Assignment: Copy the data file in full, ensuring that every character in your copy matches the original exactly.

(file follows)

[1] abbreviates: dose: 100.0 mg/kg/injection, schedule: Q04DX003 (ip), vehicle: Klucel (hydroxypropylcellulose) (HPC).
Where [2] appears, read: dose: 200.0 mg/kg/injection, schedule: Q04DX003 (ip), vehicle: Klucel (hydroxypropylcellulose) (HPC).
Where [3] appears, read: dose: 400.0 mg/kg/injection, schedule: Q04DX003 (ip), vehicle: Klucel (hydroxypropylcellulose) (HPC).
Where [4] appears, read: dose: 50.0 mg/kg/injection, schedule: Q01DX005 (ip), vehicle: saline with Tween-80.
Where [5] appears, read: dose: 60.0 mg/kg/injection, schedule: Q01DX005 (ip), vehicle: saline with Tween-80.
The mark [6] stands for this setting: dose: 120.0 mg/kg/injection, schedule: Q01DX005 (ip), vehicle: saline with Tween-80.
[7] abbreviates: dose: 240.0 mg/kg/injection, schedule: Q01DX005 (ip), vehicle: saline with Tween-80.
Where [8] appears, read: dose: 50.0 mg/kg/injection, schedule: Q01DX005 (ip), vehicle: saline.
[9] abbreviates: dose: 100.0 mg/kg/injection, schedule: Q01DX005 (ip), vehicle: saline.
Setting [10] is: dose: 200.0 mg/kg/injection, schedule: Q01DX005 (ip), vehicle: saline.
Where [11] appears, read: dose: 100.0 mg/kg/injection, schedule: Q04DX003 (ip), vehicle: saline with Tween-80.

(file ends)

[1] abbreviates: dose: 100.0 mg/kg/injection, schedule: Q04DX003 (ip), vehicle: Klucel (hydroxypropylcellulose) (HPC).
Where [2] appears, read: dose: 200.0 mg/kg/injection, schedule: Q04DX003 (ip), vehicle: Klucel (hydroxypropylcellulose) (HPC).
Where [3] appears, read: dose: 400.0 mg/kg/injection, schedule: Q04DX003 (ip), vehicle: Klucel (hydroxypropylcellulose) (HPC).
Where [4] appears, read: dose: 50.0 mg/kg/injection, schedule: Q01DX005 (ip), vehicle: saline with Tween-80.
Where [5] appears, read: dose: 60.0 mg/kg/injection, schedule: Q01DX005 (ip), vehicle: saline with Tween-80.
The mark [6] stands for this setting: dose: 120.0 mg/kg/injection, schedule: Q01DX005 (ip), vehicle: saline with Tween-80.
[7] abbreviates: dose: 240.0 mg/kg/injection, schedule: Q01DX005 (ip), vehicle: saline with Tween-80.
Where [8] appears, read: dose: 50.0 mg/kg/injection, schedule: Q01DX005 (ip), vehicle: saline.
[9] abbreviates: dose: 100.0 mg/kg/injection, schedule: Q01DX005 (ip), vehicle: saline.
Setting [10] is: dose: 200.0 mg/kg/injection, schedule: Q01DX005 (ip), vehicle: saline.
Where [11] appears, read: dose: 100.0 mg/kg/injection, schedule: Q04DX003 (ip), vehicle: saline with Tween-80.